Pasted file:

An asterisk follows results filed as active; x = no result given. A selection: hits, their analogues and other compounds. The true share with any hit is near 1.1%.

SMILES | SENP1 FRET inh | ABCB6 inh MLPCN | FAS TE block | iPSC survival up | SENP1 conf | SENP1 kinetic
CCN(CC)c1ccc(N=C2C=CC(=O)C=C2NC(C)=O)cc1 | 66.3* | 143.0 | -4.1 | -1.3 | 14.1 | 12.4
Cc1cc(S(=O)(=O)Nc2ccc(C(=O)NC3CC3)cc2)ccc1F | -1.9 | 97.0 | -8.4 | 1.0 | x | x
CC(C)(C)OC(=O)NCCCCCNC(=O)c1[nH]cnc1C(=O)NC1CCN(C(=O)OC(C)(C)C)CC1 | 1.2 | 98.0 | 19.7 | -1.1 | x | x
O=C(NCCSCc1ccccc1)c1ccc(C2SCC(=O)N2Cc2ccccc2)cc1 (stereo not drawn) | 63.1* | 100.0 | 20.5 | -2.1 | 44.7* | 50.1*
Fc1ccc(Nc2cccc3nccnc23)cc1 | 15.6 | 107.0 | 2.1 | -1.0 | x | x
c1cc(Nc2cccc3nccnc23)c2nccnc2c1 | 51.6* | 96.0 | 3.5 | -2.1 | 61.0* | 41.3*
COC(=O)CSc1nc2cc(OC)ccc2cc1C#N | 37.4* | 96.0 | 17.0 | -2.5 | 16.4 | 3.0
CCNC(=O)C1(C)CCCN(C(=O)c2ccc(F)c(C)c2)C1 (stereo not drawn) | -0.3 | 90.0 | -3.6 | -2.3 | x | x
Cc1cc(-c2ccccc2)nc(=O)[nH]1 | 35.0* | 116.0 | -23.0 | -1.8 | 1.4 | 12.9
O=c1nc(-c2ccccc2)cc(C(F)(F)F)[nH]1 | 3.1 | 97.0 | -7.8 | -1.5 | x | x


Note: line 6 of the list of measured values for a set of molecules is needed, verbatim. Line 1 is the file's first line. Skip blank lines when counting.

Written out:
O=C(NCCSCc1ccccc1)c1ccc(C2SCC(=O)N2Cc2ccccc2)cc1 (stereo not drawn) | 63.1* | 100.0 | 20.5 | -2.1 | 44.7* | 50.1*